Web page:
“Of comprehensive knowledge about poverty and social exclusion, knowledge meant to inform, to explain, and to lead people to action, academic research will never be more than one component among others, namely, the information component, partially explanatory, and thus lifeless. It will remain lifeless as long as two other components of knowledge are missing. These two autonomous and complementary components, which will add life and meaning, are: the knowledge which the poor and excluded have, from their first-hand experience, of the twin realities of poverty and the surrounding world which imposes it on them; and the knowledge of those who work among and with these victims in places of poverty and social exclusion.” – Joseph Wresinski
Poverty cannot be truly understood without the input of those who live it and work alongside it every day. And yet too often that knowledge is left out as policies to address poverty are designed and implemented. As the world tackles the ambitious challenges of the UN’s Sustainable Development Agenda, seeking to “end poverty in all its forms” by 2030, the question of how we measure poverty and how we understand what poverty is has never been more pressing.
In partnership with Oxford University, ATD Fourth World is pursuing an ambitious multi-year research project to develop new approaches to measuring poverty, with the goal of informing how we understand poverty and how we design effective policies to fight poverty in the future. Conducting research in six countries on five continents, bringing together academics, people living in poverty, and practitioners who work alongside people in poverty every day is a significant challenge.
What does it mean to include the knowledge of people in poverty in research work to end poverty? How should we build our research processes to make that possible? What are the implications of this kind of research for both academic research and public policy attempts to address poverty?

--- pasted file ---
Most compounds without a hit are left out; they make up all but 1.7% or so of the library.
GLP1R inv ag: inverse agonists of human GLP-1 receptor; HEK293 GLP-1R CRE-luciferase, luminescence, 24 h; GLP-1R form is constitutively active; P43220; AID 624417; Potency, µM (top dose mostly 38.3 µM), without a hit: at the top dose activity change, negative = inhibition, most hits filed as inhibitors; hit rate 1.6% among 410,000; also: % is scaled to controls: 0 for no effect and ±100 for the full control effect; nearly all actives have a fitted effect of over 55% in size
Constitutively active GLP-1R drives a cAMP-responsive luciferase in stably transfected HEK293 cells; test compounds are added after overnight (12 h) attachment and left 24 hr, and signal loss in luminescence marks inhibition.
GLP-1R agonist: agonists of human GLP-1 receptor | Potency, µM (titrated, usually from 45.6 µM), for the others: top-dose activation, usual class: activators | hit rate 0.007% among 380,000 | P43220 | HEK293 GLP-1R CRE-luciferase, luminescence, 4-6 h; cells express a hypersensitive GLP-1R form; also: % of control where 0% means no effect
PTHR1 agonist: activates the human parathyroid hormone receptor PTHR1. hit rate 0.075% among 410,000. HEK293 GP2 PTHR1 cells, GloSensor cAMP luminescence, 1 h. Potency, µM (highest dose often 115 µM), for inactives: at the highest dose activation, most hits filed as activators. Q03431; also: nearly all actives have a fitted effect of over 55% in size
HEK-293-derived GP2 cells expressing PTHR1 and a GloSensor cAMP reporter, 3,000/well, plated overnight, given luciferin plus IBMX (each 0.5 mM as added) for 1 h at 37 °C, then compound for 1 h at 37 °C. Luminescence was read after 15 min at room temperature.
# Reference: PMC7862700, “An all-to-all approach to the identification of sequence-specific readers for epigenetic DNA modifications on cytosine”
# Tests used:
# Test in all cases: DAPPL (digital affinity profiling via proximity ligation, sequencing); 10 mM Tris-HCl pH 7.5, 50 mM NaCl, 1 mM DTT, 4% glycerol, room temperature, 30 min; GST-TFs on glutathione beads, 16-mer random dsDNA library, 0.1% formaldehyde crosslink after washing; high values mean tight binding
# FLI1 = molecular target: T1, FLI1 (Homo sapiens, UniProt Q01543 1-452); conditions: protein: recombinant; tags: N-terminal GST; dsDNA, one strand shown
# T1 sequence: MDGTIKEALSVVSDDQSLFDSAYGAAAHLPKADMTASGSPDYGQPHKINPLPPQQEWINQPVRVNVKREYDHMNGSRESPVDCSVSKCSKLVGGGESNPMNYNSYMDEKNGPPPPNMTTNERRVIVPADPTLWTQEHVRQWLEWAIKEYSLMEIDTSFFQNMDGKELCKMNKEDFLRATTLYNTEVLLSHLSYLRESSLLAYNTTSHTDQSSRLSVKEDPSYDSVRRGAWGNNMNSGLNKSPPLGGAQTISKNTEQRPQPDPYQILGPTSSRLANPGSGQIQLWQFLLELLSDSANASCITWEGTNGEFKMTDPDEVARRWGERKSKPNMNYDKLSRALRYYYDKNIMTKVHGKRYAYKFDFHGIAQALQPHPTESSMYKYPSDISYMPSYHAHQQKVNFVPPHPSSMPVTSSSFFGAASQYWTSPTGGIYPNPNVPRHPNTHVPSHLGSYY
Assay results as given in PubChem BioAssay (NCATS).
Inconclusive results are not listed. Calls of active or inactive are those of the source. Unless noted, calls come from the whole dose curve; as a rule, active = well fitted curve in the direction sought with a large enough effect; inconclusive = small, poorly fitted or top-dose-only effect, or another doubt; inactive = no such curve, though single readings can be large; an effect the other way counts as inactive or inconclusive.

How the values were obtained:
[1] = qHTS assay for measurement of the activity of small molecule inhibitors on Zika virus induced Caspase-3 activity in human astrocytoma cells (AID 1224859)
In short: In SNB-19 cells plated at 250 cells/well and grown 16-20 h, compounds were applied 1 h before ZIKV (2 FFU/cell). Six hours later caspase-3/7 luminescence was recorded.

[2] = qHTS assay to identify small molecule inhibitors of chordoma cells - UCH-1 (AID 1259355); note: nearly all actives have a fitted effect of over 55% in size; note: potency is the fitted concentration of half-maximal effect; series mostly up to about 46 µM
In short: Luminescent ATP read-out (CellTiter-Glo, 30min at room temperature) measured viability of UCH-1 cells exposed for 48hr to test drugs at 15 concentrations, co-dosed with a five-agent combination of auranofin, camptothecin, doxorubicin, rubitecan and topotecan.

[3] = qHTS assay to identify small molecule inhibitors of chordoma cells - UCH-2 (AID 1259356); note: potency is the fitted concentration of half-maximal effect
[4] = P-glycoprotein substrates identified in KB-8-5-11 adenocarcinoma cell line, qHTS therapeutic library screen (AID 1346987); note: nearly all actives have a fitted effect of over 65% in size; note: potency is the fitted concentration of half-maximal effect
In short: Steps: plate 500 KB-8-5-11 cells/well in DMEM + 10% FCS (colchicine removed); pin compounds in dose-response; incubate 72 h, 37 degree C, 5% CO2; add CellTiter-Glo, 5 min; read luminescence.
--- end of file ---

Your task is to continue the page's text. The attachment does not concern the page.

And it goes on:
This event builds on a discussion held in June, 2017 at the International Cultural Center of Cerisy La Salle in France, as part of the one week symposium, “Rethinking our World from the Perspective of Poverty – with Joseph Wresinski.”
Rachel Bray is a researcher whose work in southern Africa, Asia and the UK focuses on the experiences of families and children in contexts of poverty, and on how society responds to these. She is very interested in interactive research methods that help us work across common social boundaries, and enjoys working at the interface between academia, policy and practice. Rachel is currently based in Oxford combining a role on the International Coordinating Team for the joint ATD Fourth World and Oxford University Dimensions of Poverty study and a job supporting research students and postdocs in their career development.
Donna Haig Friedman (USA) was director of UMass Boston’s Center for Social Policy for nearly 18 years. In this role, Donna led the CSP’s team in its research and evaluation work in Massachusetts and across the United States, much of the work focused on evaluating interventions and advancing social policies aimed at preventing family homelessness.
Christian Josz is a Belgian national who works as an economist at the International Monetary Fund in Washington, DC. He has been an active supporter of the Fourth World Movement for the last 30 years in Belgium, France and the USA. He has been sitting on the board of its US chapter for the last three years.